Is it easy for you to remember the names of people you meet? Can you remember which direction you came from when you leave a shopping centre? Do you get high scores on trivia tests? Then you likely have a highly developed hippocampus.
The hippocampus is a tiny fold under the cerebral cortex. Its name comes from its shape, which resembles a sea horse. The hippocampus is crucial in both humans and animals for its ability to store sensory impressions in the form of memories.
The hippocampus stores information about places, facts, and events, in a format that resembles a map. It is connected to much of the brain’s cortex, and organizes the “network connections” to long-term memory.
Visual, auditory, olfactory and taste impressions are stored in different parts of the brain, and researchers believe that the hippocampus makes a link between different storage structures for a brief period after something has been learned.
The research group of May-Britt Moser and Edvard Moser at the Centre for the Biology of Memory in Trondheim has discovered a new memory system in the brain. In this system, information from the cortex generally chooses one of two paths into the hippocampus.
Only one path is needed for memory retrieval, while both paths are able to handle recognition. Retrieval and recognition are memory processes used on a daily basis. When we meet someone whose name we cannot remember, the brain initiates a complex retrieval process. Recognition is easier: It is easier to remember the name of a person if we are given a set of alternatives memory jogs to choose from.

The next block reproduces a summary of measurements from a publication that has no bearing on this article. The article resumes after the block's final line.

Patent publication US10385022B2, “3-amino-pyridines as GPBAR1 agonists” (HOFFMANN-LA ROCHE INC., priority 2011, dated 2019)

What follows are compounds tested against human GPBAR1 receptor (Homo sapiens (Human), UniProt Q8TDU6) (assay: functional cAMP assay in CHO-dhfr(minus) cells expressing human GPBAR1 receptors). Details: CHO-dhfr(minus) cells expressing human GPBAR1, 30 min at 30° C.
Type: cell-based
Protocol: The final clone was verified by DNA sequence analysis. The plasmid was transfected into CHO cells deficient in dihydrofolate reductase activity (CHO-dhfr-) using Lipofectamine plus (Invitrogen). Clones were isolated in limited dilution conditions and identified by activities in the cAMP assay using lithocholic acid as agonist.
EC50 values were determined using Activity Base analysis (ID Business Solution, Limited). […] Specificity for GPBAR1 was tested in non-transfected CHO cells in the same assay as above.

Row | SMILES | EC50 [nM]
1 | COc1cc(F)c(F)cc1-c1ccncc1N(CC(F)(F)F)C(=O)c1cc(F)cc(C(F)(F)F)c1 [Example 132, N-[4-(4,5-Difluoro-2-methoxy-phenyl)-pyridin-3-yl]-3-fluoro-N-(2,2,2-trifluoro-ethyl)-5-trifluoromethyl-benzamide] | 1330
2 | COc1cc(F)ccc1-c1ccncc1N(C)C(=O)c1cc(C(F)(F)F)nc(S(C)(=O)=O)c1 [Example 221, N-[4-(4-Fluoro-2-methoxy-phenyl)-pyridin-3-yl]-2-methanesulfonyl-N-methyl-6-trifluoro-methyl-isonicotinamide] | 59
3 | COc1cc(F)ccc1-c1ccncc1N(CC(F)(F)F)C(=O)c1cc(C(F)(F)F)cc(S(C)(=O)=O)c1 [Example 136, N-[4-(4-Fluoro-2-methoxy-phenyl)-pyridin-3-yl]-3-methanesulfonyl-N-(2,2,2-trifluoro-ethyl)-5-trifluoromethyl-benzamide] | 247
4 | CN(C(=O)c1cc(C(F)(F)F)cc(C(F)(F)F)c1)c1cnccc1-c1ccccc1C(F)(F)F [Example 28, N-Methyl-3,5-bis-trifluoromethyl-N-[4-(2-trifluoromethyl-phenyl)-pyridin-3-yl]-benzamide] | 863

The discovery of these two memory systems is important for understanding how memory function is impaired or destroyed in people suffering from dementia or other memory-related diseases.
In multiple-choice quizzes, the brain tries to recognize the correct answer. If you are presented with a list of names and then are asked whether a particular name was on the list, the same processes take place in the brain: When you recognize the name, signals from the cerebral cortex are transferred directly to each station of the hippocampus.
When you play trivia games like Trivial Pursuit, the brain uses retrieval techniques to access memories. Trivia questions present you with questions, but no alternatives. Thus, the memory process involved is different than that required for recognition: The neural impulses from the cortex follow an indirect route or path and are treated consecutively by different stations of the hippocampus.